Can drinking prosecco damage your teeth

Following some tough years, things are finally improving. Lockdowns have come to an end, we’ve been enjoying the Easter Holiday with summer just around the corner, and the weather may even improve! This is a perfect moment to indulge in a glass of bubbly, but as any dentist will tell you, you could end up with the dreaded “Prosecco Smile” look.

But don’t worry! You can still enjoy some cheeky bubbles in the sunshine; simply follow our five tips below to keep your smile looking excellent.

Reasons why Prosecco is bad for your teeth

To be honest, all types of alcohol are bad for your teeth, but sparkling wines like prosecco can be especially harmful due to their acidity, putting your dental health at risk. Prosecco is one of the worst drinks because of the things that make it is so popular and tasty. Prosecco contains almost one teaspoon of sugar per glass! The sugar can cause damage leading to tooth erosion and putting your dental health at risk. Due to the added fizz from carbonation and its sugary nature, plus the tendency of it being drank over lengthy periods, it ranks higher in terms of tooth damage than beer, wine, and spirits, especially due to its acidity and potential for tooth enamel erosion and the beginning of tooth decay.

What effect does Prosecco have on your teeth?

It starts with a white line just above the gum but can lead to tooth decay and fillings. In simple terms, Prosecco is effective at destroying both the protective enamel on the tooth’s surface and the dentine beneath. Regular drinkers are more likely to have damaged, discoloured, and sore teeth, indicating early signs of tooth decay. All alcoholic drinks are acidic, sweet, and dehydrate the body. Prosecco happens to have the triple whammy of scoring high in all of those categories, which is why it has come to the attention of the British Dental Association and dentists in general and why we’re highlighting it here.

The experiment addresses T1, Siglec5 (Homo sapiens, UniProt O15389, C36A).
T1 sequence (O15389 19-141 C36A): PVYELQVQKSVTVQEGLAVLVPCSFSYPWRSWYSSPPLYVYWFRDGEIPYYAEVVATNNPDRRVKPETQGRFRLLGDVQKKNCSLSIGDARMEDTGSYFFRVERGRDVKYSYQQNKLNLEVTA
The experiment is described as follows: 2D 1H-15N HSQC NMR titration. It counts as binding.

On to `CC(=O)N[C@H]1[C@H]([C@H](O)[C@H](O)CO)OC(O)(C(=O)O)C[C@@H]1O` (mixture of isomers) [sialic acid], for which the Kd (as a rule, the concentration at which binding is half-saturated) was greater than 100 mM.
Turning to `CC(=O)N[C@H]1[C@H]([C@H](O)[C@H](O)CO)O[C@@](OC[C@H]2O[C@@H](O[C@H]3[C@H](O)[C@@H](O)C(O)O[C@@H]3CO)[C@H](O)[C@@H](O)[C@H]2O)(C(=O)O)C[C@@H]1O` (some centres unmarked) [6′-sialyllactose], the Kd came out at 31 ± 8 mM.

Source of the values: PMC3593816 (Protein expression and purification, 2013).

How do you prevent Prosecco Teeth?

Here are our five tips for protecting yourself while still enjoying a drink or two, without putting your teeth at risk:

#1. Add some ice to your glass of prosecco to dilute what you’re drinking and minimise the risk of tooth enamel damage. It’s even better to drink a glass of water between drinks and swirl it around in your mouth a bit before you swallow to protect your teeth from the effects of acidity and reduce the risk of erosion.

#2. Use a straw. This will not only particularly help bypass your front teeth but will also keep your lipstick where it goes on your lips instead of on your glass and cut down on the time the drink is on your teeth.

#3. Between drinks, chew gum to make your saliva run faster and help neutralise some of the acid. If you want an even better and tastier result, eat a piece of alkaline cheese like cheddar.

#4. After your last drink, rinse with mouthwash to speed up the recuperation of your teeth and help counteract the effects of acidity on your dental health. 

#5. Wait an hour after your last drink to brush your teeth. Because your drink will have weakened the enamel, you must wait for it to re-mineralise in your saliva before washing it.

Extra Dental Tips

If you use orthodontic aligners, if possible take them out while drinking. The last thing you want is an acidic drink like Prosecco to be trapped between your teeth for hours.

The tips above focus towards Prosecco, but it’s good to remember while drinking bubbly beverages in general, and concentrating on hydration will also help keep the next day’s headache at bay. Now that you’re fully prepared, all you have to do is pop the cork, go out there, and have fun—but remember, excessive sparkling drinks whether prosecco or champagne, could put your teeth at risk!

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